Thank you also for putting forward evidence for the 250-odd year lag. This bears out what I have been suspecting, the slow thermohaline turnover being the cause for the still-steady rise of CO2.

    http://www.greenworldtrust.org.uk/Science/Scientific/CO2-ice-HS.htm

  70. Mike Jonas says:

    jorgekafkazar says: “Okay, if [he amount of anthropogenic CO2 released into the atmosphere]’s better known, then what is it?

    http://cdiac.ornl.gov/ftp/trends/co2_emis/prc.dat

    CO2 data is available here:
    ftp://ftp.cmdl.noaa.gov/ccg/co2/trends/co2_mm_mlo.txt

    Statements that the oceans are absorbing about half of human emissions are correct, but many other statements on the topic are quite wrong (eg. that the oceans are a net absorber so wouldn’t have released any CO2 in the absence of human emissions), as I suspect are most estimates of how much CO2 the oceans will continue to absorb (I expect the proportion being absorbed to rise in the near future).

  71. Hoser says:

    Excellent analysis. We really needed this. A reference I gave on the subject was far too lightweight.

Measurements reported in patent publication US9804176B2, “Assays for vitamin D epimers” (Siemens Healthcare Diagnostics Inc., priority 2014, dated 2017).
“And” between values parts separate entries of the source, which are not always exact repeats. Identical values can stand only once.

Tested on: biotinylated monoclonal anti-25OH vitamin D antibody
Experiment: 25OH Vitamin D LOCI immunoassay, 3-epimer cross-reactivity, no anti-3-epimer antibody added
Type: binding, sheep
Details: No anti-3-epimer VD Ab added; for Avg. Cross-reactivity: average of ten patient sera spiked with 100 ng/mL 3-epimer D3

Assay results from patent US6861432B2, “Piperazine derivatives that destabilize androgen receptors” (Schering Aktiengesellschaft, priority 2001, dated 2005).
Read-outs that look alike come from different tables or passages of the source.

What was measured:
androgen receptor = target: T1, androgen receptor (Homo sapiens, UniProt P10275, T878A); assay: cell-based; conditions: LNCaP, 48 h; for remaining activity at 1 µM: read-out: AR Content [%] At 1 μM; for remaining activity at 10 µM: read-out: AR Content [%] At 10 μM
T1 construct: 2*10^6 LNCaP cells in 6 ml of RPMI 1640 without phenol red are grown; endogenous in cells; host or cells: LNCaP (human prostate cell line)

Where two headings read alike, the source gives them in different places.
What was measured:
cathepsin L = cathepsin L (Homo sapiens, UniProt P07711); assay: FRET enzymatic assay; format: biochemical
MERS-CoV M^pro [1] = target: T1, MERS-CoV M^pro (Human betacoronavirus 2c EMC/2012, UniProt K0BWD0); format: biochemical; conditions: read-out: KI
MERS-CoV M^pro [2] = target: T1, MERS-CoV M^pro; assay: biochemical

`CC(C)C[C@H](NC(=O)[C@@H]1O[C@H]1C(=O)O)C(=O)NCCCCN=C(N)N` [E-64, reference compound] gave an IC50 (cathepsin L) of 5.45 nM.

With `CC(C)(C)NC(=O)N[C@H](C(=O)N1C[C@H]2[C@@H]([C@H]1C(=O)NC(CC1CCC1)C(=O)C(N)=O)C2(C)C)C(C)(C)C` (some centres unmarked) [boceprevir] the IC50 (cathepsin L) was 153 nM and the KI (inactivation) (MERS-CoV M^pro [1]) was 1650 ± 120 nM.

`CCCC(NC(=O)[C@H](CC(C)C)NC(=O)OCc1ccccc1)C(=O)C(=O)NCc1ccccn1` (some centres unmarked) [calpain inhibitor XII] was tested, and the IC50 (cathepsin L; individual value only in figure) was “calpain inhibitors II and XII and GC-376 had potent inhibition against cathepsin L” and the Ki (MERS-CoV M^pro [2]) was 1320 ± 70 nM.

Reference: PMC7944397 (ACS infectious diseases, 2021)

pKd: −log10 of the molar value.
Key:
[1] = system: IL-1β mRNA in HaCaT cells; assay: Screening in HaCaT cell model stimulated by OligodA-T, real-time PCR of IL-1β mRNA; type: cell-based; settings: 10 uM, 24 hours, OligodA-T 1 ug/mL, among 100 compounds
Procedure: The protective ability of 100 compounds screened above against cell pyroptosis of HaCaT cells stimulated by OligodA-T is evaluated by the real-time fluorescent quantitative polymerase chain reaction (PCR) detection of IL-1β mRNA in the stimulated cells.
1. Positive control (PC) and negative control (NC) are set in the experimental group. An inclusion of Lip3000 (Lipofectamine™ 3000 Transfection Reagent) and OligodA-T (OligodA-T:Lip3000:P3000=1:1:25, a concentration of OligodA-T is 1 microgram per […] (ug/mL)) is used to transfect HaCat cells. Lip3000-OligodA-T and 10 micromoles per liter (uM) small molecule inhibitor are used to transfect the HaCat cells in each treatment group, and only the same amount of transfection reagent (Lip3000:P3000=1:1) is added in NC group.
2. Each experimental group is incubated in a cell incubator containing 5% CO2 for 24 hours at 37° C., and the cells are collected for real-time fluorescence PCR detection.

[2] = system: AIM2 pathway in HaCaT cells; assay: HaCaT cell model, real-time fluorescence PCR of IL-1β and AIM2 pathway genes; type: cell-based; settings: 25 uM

Brief stomata/ice core comments (ice core levels too low) here:

    http://wattsupwiththat.com/2010/09/24/engelbeen-on-why-he-thinks-the-co2-increase-is-man-made-part-4/

    Methanotroph comments (methanotrophs may convert methane to CO2 from ocean vents/clathrates) here:

    http://wattsupwiththat.com/2010/09/16/engelbeen-on-why-he-thinks-the-co2-increase-is-man-made-part-3/

  72. Engelbeen must be corrected here. The oceans contain 38000 Gt carbon and the atmosphere 700GtC. Henry’s law insists that about 1100GtC outgasses per ºC at 15ºC, which equates to over 600ppmC/ºC. Not 16ppmv/ºC as Engelbeen states. http://www.seafriends.org.nz/issues/global/acid.htm
    Of course the deep ocean reacts slowly, as the 250 year delay between temperature and CO2 shows.
    Lance Endersbee found a short term relationship between CO2 and temperature, at 150ppmv/ºC, still ten times higher than Engelbeen’s estimate. http://www.seafriends.org.nz/issues/global/acid2.htm